Every touch point inside the CX-5 feels top-notch, including the steering wheel, door trims and seats, while buyers can also personalise the interior with colours such as black, white and brown.
Our top-spec Akera test vehicle came fitted as standard with nappa leather, which feels ultra-luxe and premium.
The interior is laid out with a clean and crisp design, with all controls well placed, and large swathes of black surfaces broken up with textured materials.
We don’t have much to complain about in with the CX-5’s design, inside or out, but at the risk of nit-picking, we’d say the multimedia screen is starting to look dated, especially when stacked up against the well-designed unit of the Mazda3 and CX-30.
Toyota Fortuner 7/10
The Fortuner isn’t beautiful, but it is rugged and ready looking. Those tough looks aren’t just for show either, see the Fortuner shares the same underpinnings as Toyota’s HiLux 4x4 ute.
So, the tall ride height and high front end starts to make sense knowing that this is a SUV based on an off-road ute, right down to the ladder frame chassis and the many other components it shares with the HiLux.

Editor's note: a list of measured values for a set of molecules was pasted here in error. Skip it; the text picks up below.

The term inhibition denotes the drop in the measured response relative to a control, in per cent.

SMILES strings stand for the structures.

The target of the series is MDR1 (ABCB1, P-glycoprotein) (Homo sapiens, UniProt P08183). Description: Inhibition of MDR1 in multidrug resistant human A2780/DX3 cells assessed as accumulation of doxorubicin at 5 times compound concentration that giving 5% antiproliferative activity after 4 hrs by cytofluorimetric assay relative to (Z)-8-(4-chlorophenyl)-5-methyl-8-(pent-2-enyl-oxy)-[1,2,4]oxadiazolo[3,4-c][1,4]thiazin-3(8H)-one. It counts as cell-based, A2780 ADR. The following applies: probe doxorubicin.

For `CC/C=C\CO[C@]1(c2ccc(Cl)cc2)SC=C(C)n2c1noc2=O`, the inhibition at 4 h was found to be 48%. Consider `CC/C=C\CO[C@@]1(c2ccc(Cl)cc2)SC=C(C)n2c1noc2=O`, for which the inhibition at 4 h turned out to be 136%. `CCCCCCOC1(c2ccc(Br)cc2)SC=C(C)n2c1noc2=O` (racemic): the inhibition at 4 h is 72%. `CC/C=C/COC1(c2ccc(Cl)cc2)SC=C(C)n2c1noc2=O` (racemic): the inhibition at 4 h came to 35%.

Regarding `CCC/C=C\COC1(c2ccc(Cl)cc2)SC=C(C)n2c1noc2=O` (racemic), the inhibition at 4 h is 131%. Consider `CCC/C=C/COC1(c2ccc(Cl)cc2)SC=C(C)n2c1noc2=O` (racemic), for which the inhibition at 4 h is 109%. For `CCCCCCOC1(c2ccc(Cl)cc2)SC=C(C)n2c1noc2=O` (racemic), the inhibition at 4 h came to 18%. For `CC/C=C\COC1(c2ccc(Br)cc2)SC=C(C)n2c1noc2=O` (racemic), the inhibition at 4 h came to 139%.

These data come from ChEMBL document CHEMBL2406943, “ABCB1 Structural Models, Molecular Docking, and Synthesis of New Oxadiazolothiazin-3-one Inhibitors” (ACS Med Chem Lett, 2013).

The Fortuner is about 530mm shorter end-to-end than a HiLux at 4795mm long, but the same width at 1855mm across and about 10mm shorter in height – although the roof racks see it stand 1835mm tall.
Matching the Fortuner’s rugged exterior is a cabin with a fairly basic design and robust feel. So, while it’s plush in places such as the leather seats that came as part of the premium interior pack on our (GXL grade) test car, there are also the chunky runner floor mats that don’t mind a bath with a garden hose (take them out first, okay?).
Side steps are standard on all grades, but the GXL adds roof racks, privacy glass and chrome door handles.
The Crusade adds more in the way of glamorous touches such as a premium grille finish, a grey coloured front ‘bash plate’, wood grain-look instrument panel and leather upholstery.
Measuring 4550mm long, 1840mm wide and 1680mm tall, the CX-5 is slightly shorter than the likes of the Toyota RAV4, Nissan X-Trail and Hyundai Tucson, but its generous 2700mm wheelbase is larger than most of its peers.
Which means interior room in the CX-5 is excellent, especially in the front seats, where there is plenty of head, shoulder and legroom.